So this was the environment in which Fotheringay suffered and had somehow to endure with no chance of extricating himself.  The cops and judges were under the thumb of the Outfit.  The FBI would have no time for him.  He had gone to fight in the Big One for this.  Was Hitler a bigger villain than Sam Giancana? 

     These illiterate criminal Sicilians owned America. How had the Greatest Generation allowed this to come to pass?

page 15.

     My youth was the transition from the hopes of the ‘Melting Pot’ to what we at the beginning of the twenty-first century call ‘celebrating our multi-cultural diversity.’  This is no longer the beginning of  the twentieth century when these national groups were new requiring ‘tolerance.’  If we are to celebrate our diversity then we are not only free to do so but must analyze what those differences are if the country is to succeed as a political entity.

     Psychologically the Sicilian mentality can be typed.  Their characteristic way of viewing society can be easily described.  There is no mystery.  All you have to do is celebrate this particular diversity.

      Prior to 1950 movie makers felt compelled to celebrate the Anglo Saxon origins of the country.  After 1950 the emphasis changed.  People with ‘foreign’ sounding names had formerly changed them to ‘American’ or Anglo Saxon names. As Monsieur Arouet who became a gentleman by the name of Voltaire said:  The name’s the thing.  So I don’t quarrel with any actor who wishes to change his name to something that may lead to greater success.  John Saxon whole Italian name I forget was the last person who changed his name for immigrant reasons along about 1957-58 or so.  His putdown of the process probably cost him his career as the Anglo-Saxons resented his sardonic use of Saxon.

     Also the emphasis shifted from doing mainstream movies to presenting ethnic movies that celebrated a particular diversity while denigrating the Anglo-Saxons.  Reacting against the sense of inferiority caused by immigrating these always placed the dominant culture in a bad light.  In the manner of immigrant cultures they especially belittled the virtues of the dominant culture.

page 16.

     As we have seen the movies are a powerful medium for conditioning the thought and actions of viewers.  Anglo-Saxon women are always depicted as nymphomaniac bimbos while all other women are depicted as women of high virtue.

     It was thus that Lardo took great pleasure in violating Brie Fotheringay.  He wasn’t really interested in sex per se but he wanted to violate the image the smartass Anglos had of themselves.  They would do nothing to stop him.  He committed his crimes with impunity.  The rules that governed their lives had no restraints for a ‘wise guy.’  If a non-Mafioso had violated Brie in that manner you may be sure he wouldn’t escape the vengeance of Fotheringay and the Law.  Two Ton Tony had a good laugh at America as he sucked on his big Cuban cigar tapping the image of Kilroy.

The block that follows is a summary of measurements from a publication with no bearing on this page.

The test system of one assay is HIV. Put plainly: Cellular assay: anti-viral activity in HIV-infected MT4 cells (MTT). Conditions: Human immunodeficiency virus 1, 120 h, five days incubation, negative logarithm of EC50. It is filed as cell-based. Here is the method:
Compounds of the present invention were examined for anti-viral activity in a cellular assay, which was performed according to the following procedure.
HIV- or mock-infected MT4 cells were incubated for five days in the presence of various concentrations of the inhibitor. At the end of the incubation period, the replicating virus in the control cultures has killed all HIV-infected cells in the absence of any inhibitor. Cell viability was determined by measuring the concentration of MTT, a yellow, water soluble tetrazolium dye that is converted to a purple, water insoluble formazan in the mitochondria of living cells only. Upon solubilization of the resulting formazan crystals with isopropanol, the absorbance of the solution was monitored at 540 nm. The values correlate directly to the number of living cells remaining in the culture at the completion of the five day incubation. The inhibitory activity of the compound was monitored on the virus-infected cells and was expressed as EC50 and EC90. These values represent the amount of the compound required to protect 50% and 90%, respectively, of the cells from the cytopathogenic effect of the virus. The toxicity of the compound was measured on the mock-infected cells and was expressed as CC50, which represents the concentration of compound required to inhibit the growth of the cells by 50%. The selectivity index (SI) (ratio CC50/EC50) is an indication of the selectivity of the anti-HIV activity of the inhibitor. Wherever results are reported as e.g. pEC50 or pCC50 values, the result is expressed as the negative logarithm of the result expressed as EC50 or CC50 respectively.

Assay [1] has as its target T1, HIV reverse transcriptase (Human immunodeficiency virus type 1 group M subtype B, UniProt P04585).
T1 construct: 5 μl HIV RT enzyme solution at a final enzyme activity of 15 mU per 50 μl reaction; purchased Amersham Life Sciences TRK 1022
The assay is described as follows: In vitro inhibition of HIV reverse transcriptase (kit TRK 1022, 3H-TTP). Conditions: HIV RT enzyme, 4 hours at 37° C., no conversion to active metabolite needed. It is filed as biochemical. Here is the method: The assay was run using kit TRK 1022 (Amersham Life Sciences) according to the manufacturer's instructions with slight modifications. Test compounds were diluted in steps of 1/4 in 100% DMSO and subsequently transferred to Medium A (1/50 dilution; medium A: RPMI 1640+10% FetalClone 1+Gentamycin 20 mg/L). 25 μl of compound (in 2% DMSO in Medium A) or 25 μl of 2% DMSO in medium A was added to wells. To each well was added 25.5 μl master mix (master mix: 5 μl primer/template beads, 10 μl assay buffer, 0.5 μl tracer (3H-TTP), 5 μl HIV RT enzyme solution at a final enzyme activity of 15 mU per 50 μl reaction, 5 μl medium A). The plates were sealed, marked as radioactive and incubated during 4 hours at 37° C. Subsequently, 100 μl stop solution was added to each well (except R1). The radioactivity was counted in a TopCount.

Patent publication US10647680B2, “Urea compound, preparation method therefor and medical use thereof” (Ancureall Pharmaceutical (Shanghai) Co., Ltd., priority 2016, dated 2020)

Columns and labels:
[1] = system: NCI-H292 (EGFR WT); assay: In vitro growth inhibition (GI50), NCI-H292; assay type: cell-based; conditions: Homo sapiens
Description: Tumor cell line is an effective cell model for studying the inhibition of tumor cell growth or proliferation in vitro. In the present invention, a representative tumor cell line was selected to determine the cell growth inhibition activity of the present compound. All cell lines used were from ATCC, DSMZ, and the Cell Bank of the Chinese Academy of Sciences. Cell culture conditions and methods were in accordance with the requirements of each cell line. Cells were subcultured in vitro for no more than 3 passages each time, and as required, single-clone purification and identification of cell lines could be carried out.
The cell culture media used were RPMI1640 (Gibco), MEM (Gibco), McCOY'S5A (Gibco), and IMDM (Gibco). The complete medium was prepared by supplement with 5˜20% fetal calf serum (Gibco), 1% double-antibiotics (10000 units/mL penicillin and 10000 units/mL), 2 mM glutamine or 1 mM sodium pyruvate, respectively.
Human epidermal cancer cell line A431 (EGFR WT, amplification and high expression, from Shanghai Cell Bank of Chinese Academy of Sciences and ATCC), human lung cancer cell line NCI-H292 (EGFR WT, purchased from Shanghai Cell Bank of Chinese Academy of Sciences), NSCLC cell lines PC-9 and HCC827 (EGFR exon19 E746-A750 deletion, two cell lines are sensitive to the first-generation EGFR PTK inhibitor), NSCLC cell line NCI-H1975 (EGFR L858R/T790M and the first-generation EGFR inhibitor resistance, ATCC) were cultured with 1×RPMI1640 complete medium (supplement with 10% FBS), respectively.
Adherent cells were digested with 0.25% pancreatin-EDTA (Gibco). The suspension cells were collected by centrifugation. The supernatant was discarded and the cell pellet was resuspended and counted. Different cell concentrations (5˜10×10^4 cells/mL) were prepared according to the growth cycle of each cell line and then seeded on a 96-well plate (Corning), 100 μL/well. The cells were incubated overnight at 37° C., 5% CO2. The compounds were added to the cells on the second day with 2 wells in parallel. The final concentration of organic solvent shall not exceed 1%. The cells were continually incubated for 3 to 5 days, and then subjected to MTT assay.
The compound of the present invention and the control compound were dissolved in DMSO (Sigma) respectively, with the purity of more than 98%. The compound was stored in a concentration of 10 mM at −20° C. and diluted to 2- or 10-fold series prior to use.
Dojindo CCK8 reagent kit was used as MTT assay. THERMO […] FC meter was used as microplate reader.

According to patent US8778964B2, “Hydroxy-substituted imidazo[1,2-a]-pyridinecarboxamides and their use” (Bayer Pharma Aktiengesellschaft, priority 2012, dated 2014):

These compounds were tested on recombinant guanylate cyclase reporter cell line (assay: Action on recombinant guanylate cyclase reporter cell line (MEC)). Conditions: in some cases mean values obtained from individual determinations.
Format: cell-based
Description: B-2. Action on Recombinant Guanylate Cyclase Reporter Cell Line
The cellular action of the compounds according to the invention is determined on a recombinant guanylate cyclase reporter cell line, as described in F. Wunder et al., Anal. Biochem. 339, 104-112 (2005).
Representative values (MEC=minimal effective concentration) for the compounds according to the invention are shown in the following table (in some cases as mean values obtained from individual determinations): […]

The Sicilian ethos was, I must use the word, brilliantly portrayed in the Godfather trilogy of 1972-74 and ’90.  As the movie was co-written by Mario Puzo and Francis Coppola, two Sicilians, it is to be presumed that they knew whereof they spoke.  While the Sicilian psychosis is brilliantly portrayed the analysis limps along behind it but it is there.

     The saga was lovingly executed in epic fashion covering an incredible nine hours.  All of the villainy is done under the cover of sacred ceremonies.  It is necessary for the Mafia to violate everything anyone else respects.  Platoons of wise guys are murdered while the Godfather is attending weddings, baptisms or symbolically in Part III the crucifixion of Christ on stage.  This attitude may hark back to the Sicilian Vespers when the Norman conquerors were locked in churches and burnt, apparently a fixative event.

page 17.

     The basic Sicilian Mafia premise is that they are entitled to all the most prestigious things in life because they entitle themselves to take them.  There is no pretense of earning anything.  They are parasites; they create nothing.

     You get guns and an organization and you terrorize everyone out of what you want.  There is no need to waste effort on education or social niceties.  You merely get ‘respect’ by terrorizing others into submission.  ‘Respect’ means that anyone who shows independence is blown away.  ‘Respect’ means that everyone is servile in your presence.  ‘Honor’ means that if you say you’ll kill a man, you do it.

     As parasites the Mafia makes no contribution to society, they merely consume what others make.

     Just as their transportation in 586 BC destroyed Jewish self-confidence and gave them an apocalyptic vision of history so did Sicilian history fixated the Sicilian mind.  The theme of the Godfather movies seems to be that the winner is the last guy standing when the carnage is over.  That is also what the Mafioso Santos Trafficante of Miami, once said.

page 18.

     The denouement of Part III in a dream sequence stunningly portrays this vision.  The Mafiosi involved themselves with the Vatican in the most intermingling way.  This part was apparently true. The Papacy thinks it is in control but as usual the Mafia uses violence to dominate the Papacy.  The Pope himself is involved in their sewer machinations.  The criminal Mafia has captured the citadel of the Sacred.  Evil rules.

     As the hero Michael Corleone’s son wants to be an opera singer he is placed on the stage.  To a Mafioso to want is to have.  There can be no denial.  Obstacles such as training and talent are not allowed to get in the way.